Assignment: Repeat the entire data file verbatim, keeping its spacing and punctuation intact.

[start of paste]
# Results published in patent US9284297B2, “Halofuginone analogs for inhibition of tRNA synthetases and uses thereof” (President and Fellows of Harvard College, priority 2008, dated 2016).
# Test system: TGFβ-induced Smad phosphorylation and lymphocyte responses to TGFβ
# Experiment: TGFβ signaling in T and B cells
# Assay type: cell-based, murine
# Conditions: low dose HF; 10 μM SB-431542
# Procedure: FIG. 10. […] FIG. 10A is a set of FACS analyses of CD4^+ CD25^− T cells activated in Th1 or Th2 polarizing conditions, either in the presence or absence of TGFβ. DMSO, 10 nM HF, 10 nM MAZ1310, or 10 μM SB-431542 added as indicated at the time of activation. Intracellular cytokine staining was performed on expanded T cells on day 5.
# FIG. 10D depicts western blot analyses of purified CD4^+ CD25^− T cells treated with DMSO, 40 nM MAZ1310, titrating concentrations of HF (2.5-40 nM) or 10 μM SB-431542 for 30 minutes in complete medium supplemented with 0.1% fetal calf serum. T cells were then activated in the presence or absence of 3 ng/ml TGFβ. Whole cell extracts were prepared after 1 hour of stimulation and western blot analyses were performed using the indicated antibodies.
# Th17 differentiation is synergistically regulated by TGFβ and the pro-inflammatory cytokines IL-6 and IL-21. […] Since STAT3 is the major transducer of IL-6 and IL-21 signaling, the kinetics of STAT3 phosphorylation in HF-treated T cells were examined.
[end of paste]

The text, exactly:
# Results published in patent US9284297B2, “Halofuginone analogs for inhibition of tRNA synthetases and uses thereof” (President and Fellows of Harvard College, priority 2008, dated 2016).
# Test system: TGFβ-induced Smad phosphorylation and lymphocyte responses to TGFβ
# Experiment: TGFβ signaling in T and B cells
# Assay type: cell-based, murine
# Conditions: low dose HF; 10 μM SB-431542
# Procedure: FIG. 10. […] FIG. 10A is a set of FACS analyses of CD4^+ CD25^− T cells activated in Th1 or Th2 polarizing conditions, either in the presence or absence of TGFβ. DMSO, 10 nM HF, 10 nM MAZ1310, or 10 μM SB-431542 added as indicated at the time of activation. Intracellular cytokine staining was performed on expanded T cells on day 5.
# FIG. 10D depicts western blot analyses of purified CD4^+ CD25^− T cells treated with DMSO, 40 nM MAZ1310, titrating concentrations of HF (2.5-40 nM) or 10 μM SB-431542 for 30 minutes in complete medium supplemented with 0.1% fetal calf serum. T cells were then activated in the presence or absence of 3 ng/ml TGFβ. Whole cell extracts were prepared after 1 hour of stimulation and western blot analyses were performed using the indicated antibodies.
# Th17 differentiation is synergistically regulated by TGFβ and the pro-inflammatory cytokines IL-6 and IL-21. […] Since STAT3 is the major transducer of IL-6 and IL-21 signaling, the kinetics of STAT3 phosphorylation in HF-treated T cells were examined.